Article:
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What Requirements Washington Employers Need to Know About State Paid Sick Leave Law That Becomes Effective January 1, 2018

A new statewide leave law that has taken many employers by surprise

In November 2016, Washington voters passed Initiative 1433, best known for increasing Washington’s minimum wage to one of the highest in the nation. However, I-1433 also included a requirement for statewide paid sick leave (“PSL”) for non-exempt employees that has caught many employers by surprise.

The PSL law becomes effective on January 1, 2018, and the Department of Labor and Industries (“L&I”) just published final administrative rules about the law’s requirements. All Washington employers need to review these requirements and take action to ensure compliance.

Under the new law, employees must accrue at least one hour of paid sick leave for every 40 hours worked. The PSL law permits use of paid sick leave for a broad array of reasons, including just about any medical need for the employee and the employee’s extended family; domestic violence, sexual assault, or stalking issues; or in the unlikely event that the employee’s or family member’s work or school is closed for public health reasons.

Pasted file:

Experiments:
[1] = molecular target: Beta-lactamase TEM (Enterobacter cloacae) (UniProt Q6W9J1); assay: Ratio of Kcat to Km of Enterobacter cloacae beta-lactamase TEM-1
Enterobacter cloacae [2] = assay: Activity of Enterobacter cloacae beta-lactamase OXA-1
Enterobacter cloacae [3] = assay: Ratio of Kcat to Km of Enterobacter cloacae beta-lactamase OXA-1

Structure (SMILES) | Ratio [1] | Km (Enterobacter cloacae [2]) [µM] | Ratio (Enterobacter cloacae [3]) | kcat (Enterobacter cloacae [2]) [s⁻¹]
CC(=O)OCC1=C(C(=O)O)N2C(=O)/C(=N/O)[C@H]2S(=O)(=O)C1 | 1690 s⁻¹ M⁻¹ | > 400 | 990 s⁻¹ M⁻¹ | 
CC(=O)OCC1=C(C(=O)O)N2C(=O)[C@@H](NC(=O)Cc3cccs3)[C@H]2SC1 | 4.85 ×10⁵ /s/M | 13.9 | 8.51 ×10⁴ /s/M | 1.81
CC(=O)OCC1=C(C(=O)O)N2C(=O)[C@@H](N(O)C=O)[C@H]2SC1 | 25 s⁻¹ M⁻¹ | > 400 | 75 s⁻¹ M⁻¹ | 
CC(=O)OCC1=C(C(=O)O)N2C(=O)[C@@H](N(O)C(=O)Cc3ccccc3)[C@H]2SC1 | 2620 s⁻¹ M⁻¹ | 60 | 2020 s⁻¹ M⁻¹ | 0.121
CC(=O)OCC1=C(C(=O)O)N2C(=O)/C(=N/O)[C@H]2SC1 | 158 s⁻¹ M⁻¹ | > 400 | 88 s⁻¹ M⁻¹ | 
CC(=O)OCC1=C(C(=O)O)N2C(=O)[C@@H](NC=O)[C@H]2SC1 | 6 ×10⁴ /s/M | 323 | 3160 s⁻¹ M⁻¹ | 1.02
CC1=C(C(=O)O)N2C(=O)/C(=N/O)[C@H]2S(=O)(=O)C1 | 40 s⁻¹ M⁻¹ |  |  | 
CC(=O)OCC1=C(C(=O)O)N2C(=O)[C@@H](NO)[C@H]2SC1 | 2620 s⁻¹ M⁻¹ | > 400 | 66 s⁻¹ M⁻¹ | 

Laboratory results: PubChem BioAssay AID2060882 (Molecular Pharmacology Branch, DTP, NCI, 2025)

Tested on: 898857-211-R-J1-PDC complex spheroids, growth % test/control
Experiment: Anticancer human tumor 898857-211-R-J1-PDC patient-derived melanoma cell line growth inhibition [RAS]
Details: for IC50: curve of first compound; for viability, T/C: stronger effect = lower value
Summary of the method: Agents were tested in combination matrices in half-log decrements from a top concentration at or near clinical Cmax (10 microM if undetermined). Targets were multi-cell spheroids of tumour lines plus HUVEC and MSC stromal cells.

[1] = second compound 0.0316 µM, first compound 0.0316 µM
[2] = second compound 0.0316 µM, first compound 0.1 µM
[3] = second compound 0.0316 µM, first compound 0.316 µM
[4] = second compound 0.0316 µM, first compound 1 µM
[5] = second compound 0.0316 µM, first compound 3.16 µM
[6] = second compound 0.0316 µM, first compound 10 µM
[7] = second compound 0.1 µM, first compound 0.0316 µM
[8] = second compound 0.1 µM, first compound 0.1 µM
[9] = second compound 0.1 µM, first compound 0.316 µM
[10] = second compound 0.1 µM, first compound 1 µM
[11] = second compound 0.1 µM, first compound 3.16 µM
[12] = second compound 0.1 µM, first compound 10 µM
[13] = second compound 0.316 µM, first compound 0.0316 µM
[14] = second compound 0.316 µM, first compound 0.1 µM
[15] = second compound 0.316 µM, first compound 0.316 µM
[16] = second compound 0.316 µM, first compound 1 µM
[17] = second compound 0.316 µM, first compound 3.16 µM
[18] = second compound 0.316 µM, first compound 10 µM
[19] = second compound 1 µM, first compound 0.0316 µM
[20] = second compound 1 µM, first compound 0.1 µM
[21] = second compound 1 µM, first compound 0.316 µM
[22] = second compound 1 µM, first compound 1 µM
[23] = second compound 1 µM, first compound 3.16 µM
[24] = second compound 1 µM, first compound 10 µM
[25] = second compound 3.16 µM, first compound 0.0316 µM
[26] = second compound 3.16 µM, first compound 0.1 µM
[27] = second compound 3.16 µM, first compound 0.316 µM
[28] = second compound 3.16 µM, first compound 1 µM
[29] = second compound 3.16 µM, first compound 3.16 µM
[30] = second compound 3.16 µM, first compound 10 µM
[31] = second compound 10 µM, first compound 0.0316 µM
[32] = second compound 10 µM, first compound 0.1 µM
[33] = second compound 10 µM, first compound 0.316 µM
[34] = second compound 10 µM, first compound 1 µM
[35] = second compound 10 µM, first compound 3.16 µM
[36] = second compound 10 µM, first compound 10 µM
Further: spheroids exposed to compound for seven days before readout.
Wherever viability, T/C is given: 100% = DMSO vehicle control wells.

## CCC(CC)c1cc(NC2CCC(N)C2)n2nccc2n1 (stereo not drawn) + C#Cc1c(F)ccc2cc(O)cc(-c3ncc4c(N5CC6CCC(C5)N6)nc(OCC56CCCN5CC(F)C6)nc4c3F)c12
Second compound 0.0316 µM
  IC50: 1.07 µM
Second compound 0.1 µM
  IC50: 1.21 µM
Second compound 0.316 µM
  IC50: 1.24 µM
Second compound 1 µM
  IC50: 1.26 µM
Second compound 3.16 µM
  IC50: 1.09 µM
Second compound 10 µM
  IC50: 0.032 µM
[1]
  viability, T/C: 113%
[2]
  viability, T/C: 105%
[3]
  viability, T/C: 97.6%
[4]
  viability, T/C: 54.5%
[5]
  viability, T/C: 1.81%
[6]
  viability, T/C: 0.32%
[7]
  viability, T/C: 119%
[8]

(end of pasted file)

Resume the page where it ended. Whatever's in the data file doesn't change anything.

Although the PSL law contains many requirements that may seem familiar to employers who are already complying with local sick leave laws, such as Seattle’s Paid Sick and Safe Leave, there are some features of the new law that are different and more onerous on employers than under those local ordinances. The statewide PSL law does not replace those local ordinances, which means that employers who are subject to state and local laws must apply the terms that are most generous to employees.